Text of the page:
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Exercise Your Right to Read: Banned Books Week Is September 21-27

Get Ready for the People’s Climate March: Five Climate Awareness Titles


This Sunday, September 21st, concerned citizens from across the globe are convening in New York City for what’s being called the largest climate march in history. Over 100,000 participants will march two miles through the streets of Manhattan “to demand bold action on climate change.” For those who are planning to march, or for those who wish to take action from afar, we’ve compiled a list of essential titles that raise awareness about impending climate change—the most pivotal environmental crisis humankind has yet to face:

In Harvest the Wind, Philip Warburg tells the story of America’s energy future as it has not been told before. Cloud County is home to the Meridian Way Wind Farm, whose turbines are boosting farm incomes and bringing green jobs to a community that has watched its children flock to more exciting lives and less taxing jobs elsewhere. This remote corner of Kansas is the first stop on an odyssey that introduces readers to farmers, factory workers, biologists, and high-tech entrepreneurs—all players in a transformative industry that is fast taking hold across America and around the globe.

Across the country, fracking—the extraction of natural gas by hydraulic fracturing—is being touted as the nation’s answer to energy independence and a fix for a flagging economy. Drilling companies assure us that the process is safe, politicians push through drilling legislation without a serious public-health debate, and those who speak out are marginalized, their silence purchased by gas companies and their warnings about the dangers of fracking stifled. The Real Cost of Fracking pulls back the curtain on how this toxic process endangers the environment and harms people, pets, and livestock.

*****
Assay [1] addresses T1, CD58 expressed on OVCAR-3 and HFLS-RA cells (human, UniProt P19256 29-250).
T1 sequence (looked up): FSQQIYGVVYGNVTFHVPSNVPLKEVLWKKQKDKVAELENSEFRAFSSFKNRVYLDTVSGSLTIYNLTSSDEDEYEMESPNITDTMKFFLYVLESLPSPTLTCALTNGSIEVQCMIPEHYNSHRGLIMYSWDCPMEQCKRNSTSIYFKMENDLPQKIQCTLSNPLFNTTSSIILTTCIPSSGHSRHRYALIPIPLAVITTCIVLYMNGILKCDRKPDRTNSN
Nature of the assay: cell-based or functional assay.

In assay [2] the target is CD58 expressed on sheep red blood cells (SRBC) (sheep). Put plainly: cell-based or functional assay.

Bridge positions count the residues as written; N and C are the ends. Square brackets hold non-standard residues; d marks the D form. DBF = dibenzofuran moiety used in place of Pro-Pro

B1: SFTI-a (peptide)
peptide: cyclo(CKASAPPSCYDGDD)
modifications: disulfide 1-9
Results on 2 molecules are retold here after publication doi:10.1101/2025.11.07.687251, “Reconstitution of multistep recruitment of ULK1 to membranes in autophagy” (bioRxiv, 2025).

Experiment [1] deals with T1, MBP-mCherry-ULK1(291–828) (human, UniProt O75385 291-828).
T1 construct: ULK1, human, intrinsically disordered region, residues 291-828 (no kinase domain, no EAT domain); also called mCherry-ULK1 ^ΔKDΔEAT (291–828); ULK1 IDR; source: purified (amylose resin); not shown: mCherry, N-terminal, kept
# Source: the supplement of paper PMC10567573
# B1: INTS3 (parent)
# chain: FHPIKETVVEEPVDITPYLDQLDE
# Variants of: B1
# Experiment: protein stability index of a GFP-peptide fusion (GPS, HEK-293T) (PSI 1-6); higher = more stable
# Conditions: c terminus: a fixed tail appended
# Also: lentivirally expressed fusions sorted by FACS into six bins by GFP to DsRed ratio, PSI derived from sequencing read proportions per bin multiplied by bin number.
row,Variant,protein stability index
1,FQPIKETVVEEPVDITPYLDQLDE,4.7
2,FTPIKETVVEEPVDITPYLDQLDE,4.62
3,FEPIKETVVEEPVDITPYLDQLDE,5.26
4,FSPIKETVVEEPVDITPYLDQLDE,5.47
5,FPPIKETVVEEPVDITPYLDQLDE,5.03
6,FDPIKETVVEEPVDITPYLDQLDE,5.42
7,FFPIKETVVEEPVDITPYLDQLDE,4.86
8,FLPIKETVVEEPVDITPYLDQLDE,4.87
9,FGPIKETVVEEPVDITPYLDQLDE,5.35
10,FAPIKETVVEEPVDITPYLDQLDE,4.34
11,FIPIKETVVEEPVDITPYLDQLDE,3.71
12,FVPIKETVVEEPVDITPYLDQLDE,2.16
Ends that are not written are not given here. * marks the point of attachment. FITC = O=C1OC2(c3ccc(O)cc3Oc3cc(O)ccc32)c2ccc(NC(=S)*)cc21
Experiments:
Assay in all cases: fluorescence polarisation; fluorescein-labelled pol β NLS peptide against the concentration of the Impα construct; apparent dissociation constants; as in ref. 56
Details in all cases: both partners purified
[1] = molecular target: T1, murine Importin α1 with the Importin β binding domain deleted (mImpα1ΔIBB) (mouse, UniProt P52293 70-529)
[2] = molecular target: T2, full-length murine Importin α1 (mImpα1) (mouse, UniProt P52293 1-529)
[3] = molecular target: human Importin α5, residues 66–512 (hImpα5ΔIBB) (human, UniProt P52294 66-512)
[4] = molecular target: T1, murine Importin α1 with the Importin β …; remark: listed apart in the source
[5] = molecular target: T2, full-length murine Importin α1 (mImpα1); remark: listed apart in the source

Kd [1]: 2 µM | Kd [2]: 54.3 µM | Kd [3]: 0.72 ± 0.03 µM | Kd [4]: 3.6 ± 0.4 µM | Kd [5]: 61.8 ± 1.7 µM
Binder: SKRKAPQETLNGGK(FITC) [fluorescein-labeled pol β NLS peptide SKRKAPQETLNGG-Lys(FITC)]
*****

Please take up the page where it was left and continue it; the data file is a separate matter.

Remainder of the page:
Americans see water as abundant and cheap: we turn on the faucet and out it gushes, for less than a penny a gallon. We use more water than any other country in the world, rarely considering the consequences for our rivers, aquifers, and other freshwaters. Blue Revolution exposes the truth about the water crisis—driven by a tradition that has encouraged everyone, from homeowners to farmers to utilities, to tap more and more.

In Confessions of an Eco-Sinner, Fred Pearce surveys his home and then sets out to track down the people behind the production and distribution of everything in his daily life, from his socks to his computer to the food in his fridge. It’s a fascinating portrait, by turns sobering and hopeful, of the effects the world’s more than six billion inhabitants have on our planet and of the working and living conditions of the people who produce most of these goods.

While much of the global warming conversation rightly focuses on reducing our carbon footprint, the reality is that even if we were to immediately cease emissions, we would still face climate change into the next millennium. In Finding Higher Ground, Amy Seidl takes the uniquely positive yet realistic position that humans and animals can adapt and persist despite these changes. In looking at climate change as an opportunity to establish new cultural norms, Seidl inspires readers to move beyond loss and offers a refreshing call to evolve.